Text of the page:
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Matteo Salvini more popular than the Pope on immigration

Matteo Salvini, leader of Italy's League Party and Interior Minister, is more popular than the Pope on the issue of immigration.

Published: August 26, 2018, 12:42 pm

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    Rome

    Italian Catholics prefer Salvini to Pope Francis, according to a series of recent polls.

    According to German daily Die Welt, Salvini has become the de facto leader of Catholics in Italy because of his firm stance against migration. Fewer and fewer Catholics support Pope Francis’ view that immigrants should be welcomed with open arms.

    Almost one third of Italians go to church regularly. Within this group, support for Salvini has doubled in four months, from 15.7 percent in March to 31.8 percent in July, Ipsos revealed.

    The director of the Ipsos research institute, Luca Comodo, pointed to the outcomes of several surveys “at this time, [showing] there is a clear distance between a significant part of Catholic opinion and the hierarchy of the Church”.

    Pope Francis’ popularity has steadily declined: In 2013, he enjoyed an approval rating of 96 percent among those who attend Mass weekly and 91 percent among Catholics who attended Mass only from time to time. Currently, the pontiff’s approval ratings are down by 10 and 18 points respectively.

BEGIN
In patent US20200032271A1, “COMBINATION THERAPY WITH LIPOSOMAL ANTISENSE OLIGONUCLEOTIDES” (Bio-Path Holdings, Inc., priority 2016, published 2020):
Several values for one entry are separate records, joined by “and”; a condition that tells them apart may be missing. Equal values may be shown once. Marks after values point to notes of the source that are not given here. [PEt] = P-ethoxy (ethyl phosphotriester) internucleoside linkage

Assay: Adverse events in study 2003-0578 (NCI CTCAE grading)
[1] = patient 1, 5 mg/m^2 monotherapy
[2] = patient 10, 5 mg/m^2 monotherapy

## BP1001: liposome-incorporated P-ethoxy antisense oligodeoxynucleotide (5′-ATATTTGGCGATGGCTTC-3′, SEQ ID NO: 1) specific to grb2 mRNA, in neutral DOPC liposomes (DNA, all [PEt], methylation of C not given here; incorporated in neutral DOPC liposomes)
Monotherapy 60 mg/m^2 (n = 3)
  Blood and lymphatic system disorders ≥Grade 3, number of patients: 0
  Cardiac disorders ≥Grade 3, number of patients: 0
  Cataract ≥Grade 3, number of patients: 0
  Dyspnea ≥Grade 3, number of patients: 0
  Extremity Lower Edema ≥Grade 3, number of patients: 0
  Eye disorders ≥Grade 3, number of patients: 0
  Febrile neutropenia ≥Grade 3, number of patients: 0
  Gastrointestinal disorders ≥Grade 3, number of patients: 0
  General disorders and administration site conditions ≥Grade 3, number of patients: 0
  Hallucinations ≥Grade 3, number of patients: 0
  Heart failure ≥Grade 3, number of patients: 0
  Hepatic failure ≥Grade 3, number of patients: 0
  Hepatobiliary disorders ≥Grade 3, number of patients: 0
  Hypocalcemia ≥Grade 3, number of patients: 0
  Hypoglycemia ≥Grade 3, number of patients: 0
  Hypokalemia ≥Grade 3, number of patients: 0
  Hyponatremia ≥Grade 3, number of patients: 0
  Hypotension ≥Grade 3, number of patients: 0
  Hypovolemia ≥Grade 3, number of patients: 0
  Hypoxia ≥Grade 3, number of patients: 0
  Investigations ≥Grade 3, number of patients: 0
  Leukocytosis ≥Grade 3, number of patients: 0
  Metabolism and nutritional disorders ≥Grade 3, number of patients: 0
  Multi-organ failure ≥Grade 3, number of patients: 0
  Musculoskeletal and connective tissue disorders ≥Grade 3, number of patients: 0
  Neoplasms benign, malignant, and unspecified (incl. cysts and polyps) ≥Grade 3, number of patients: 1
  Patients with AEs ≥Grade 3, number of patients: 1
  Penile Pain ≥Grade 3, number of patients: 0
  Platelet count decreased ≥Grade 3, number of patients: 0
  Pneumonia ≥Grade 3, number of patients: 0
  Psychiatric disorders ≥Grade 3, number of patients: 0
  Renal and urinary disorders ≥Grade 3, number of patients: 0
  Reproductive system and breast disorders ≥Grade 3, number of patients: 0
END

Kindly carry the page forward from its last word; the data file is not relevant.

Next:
According to reports in Italian media, the pope’s “collapse” in popularity is because of his persistent pleas to welcome migrants, which has led many to believe that he is totally out of touch with the realities facing Italian society.

    One online journal even suggested that Salvini was trying to get himself elected as “the next pope” because of his growing popularity after he promised to put “Italians first”.

    Salvini is currently the most trusted politician in Italy, polls show. But despite his support from the majority of Catholics, Salvini has endured a constant stream of insults and criticisms from prominent Church figures. He has even been called Satan and the antichrist.

    In July, the leading Roman Catholic weekly, Famiglia Cristiana compared him to Satan on its front cover.

    Salvini responded on Facebook: “They are comparing me to Satan? I don’t deserve that. I am comforted by the fact that I receive daily support from many women and men of the Church.”

    When Gianfranco Formenton, a priest in Italy’s central Umbria region put a sign up on the door of his church in Spoleto, saying: “Racists are forbidden from entering. Go home!” Salvini tweeted in response: “Perhaps the priest prefers smugglers, slaveholders and terrorists? Pity Spoleto and this church if this man [calls himself] a priest.”

    Oliviero Forti, who is in charge of immigration at Caritas in Italy, complained that “many Catholics no longer perceive the Holy Father as a spiritual leader, on the contrary, in some cases, he is even accused of being too far from the problems that people face.”

    Pope Francis himself has spoken out against Salvini after he blocked the migrant vessel the Aquarius from docking in Italy in June.

    But after a close adviser to Pope Francis strongly condemned a proposal by Salvini to make it obligatory for crucifixes to be displayed in all public spaces, including ports, schools, embassies and prisons, the Vatican lost some credibility.

     

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